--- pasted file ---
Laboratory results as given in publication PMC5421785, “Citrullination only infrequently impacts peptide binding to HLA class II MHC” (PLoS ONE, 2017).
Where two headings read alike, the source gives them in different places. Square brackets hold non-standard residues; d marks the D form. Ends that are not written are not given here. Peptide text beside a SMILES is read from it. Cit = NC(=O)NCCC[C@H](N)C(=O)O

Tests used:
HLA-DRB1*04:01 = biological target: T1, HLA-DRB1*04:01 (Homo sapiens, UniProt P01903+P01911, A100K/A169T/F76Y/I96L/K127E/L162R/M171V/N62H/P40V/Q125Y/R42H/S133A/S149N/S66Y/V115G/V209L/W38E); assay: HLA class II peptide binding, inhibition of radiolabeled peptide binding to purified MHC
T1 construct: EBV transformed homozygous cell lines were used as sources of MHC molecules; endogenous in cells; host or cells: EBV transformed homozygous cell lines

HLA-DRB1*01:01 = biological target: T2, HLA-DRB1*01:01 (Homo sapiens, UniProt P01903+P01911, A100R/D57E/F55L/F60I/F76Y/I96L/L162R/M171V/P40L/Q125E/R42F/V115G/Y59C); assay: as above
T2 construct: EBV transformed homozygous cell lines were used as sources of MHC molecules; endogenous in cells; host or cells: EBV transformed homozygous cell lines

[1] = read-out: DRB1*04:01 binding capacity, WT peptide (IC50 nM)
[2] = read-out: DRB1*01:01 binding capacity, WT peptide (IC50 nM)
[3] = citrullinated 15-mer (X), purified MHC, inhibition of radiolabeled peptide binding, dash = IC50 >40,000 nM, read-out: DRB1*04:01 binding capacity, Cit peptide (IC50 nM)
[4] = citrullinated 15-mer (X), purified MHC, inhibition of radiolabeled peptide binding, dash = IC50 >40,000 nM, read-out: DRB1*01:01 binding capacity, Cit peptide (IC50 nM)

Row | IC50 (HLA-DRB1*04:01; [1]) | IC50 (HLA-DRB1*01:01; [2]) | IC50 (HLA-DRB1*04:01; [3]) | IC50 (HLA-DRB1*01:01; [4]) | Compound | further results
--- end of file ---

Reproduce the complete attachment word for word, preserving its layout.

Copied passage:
Laboratory results as given in publication PMC5421785, “Citrullination only infrequently impacts peptide binding to HLA class II MHC” (PLoS ONE, 2017).
Where two headings read alike, the source gives them in different places. Square brackets hold non-standard residues; d marks the D form. Ends that are not written are not given here. Peptide text beside a SMILES is read from it. Cit = NC(=O)NCCC[C@H](N)C(=O)O

Tests used:
HLA-DRB1*04:01 = biological target: T1, HLA-DRB1*04:01 (Homo sapiens, UniProt P01903+P01911, A100K/A169T/F76Y/I96L/K127E/L162R/M171V/N62H/P40V/Q125Y/R42H/S133A/S149N/S66Y/V115G/V209L/W38E); assay: HLA class II peptide binding, inhibition of radiolabeled peptide binding to purified MHC
T1 construct: EBV transformed homozygous cell lines were used as sources of MHC molecules; endogenous in cells; host or cells: EBV transformed homozygous cell lines

HLA-DRB1*01:01 = biological target: T2, HLA-DRB1*01:01 (Homo sapiens, UniProt P01903+P01911, A100R/D57E/F55L/F60I/F76Y/I96L/L162R/M171V/P40L/Q125E/R42F/V115G/Y59C); assay: as above
T2 construct: EBV transformed homozygous cell lines were used as sources of MHC molecules; endogenous in cells; host or cells: EBV transformed homozygous cell lines

[1] = read-out: DRB1*04:01 binding capacity, WT peptide (IC50 nM)
[2] = read-out: DRB1*01:01 binding capacity, WT peptide (IC50 nM)
[3] = citrullinated 15-mer (X), purified MHC, inhibition of radiolabeled peptide binding, dash = IC50 >40,000 nM, read-out: DRB1*04:01 binding capacity, Cit peptide (IC50 nM)
[4] = citrullinated 15-mer (X), purified MHC, inhibition of radiolabeled peptide binding, dash = IC50 >40,000 nM, read-out: DRB1*01:01 binding capacity, Cit peptide (IC50 nM)

Row | IC50 (HLA-DRB1*04:01; [1]) | IC50 (HLA-DRB1*01:01; [2]) | IC50 (HLA-DRB1*04:01; [3]) | IC50 (HLA-DRB1*01:01; [4]) | Compound | further results